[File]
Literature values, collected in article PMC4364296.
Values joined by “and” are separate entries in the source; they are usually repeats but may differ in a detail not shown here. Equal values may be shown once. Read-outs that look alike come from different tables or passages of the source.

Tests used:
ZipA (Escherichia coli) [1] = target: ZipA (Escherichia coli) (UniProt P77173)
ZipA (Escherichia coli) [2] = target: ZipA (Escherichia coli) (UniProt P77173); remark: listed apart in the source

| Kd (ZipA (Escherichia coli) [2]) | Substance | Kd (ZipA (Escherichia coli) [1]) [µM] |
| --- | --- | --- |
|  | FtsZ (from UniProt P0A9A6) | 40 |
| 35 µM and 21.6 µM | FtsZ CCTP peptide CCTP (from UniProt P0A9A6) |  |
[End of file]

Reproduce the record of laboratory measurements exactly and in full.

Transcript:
Literature values, collected in article PMC4364296.
Values joined by “and” are separate entries in the source; they are usually repeats but may differ in a detail not shown here. Equal values may be shown once. Read-outs that look alike come from different tables or passages of the source.

Tests used:
ZipA (Escherichia coli) [1] = target: ZipA (Escherichia coli) (UniProt P77173)
ZipA (Escherichia coli) [2] = target: ZipA (Escherichia coli) (UniProt P77173); remark: listed apart in the source

| Kd (ZipA (Escherichia coli) [2]) | Substance | Kd (ZipA (Escherichia coli) [1]) [µM] |
| --- | --- | --- |
|  | FtsZ (from UniProt P0A9A6) | 40 |
| 35 µM and 21.6 µM | FtsZ CCTP peptide CCTP (from UniProt P0A9A6) |  |